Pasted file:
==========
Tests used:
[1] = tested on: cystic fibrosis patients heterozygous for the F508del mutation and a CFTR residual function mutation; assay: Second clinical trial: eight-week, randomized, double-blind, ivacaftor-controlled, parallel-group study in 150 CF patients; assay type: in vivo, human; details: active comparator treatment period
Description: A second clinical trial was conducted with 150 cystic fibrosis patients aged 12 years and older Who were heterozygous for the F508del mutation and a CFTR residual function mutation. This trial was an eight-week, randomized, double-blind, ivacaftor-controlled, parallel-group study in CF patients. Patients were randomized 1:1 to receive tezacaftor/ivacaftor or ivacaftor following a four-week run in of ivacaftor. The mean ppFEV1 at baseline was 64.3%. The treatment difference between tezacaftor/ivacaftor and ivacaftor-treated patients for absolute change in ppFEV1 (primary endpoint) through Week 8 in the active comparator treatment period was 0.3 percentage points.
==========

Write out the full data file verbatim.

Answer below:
Tests used:
[1] = tested on: cystic fibrosis patients heterozygous for the F508del mutation and a CFTR residual function mutation; assay: Second clinical trial: eight-week, randomized, double-blind, ivacaftor-controlled, parallel-group study in 150 CF patients; assay type: in vivo, human; details: active comparator treatment period
Description: A second clinical trial was conducted with 150 cystic fibrosis patients aged 12 years and older Who were heterozygous for the F508del mutation and a CFTR residual function mutation. This trial was an eight-week, randomized, double-blind, ivacaftor-controlled, parallel-group study in CF patients. Patients were randomized 1:1 to receive tezacaftor/ivacaftor or ivacaftor following a four-week run in of ivacaftor. The mean ppFEV1 at baseline was 64.3%. The treatment difference between tezacaftor/ivacaftor and ivacaftor-treated patients for absolute change in ppFEV1 (primary endpoint) through Week 8 in the active comparator treatment period was 0.3 percentage points.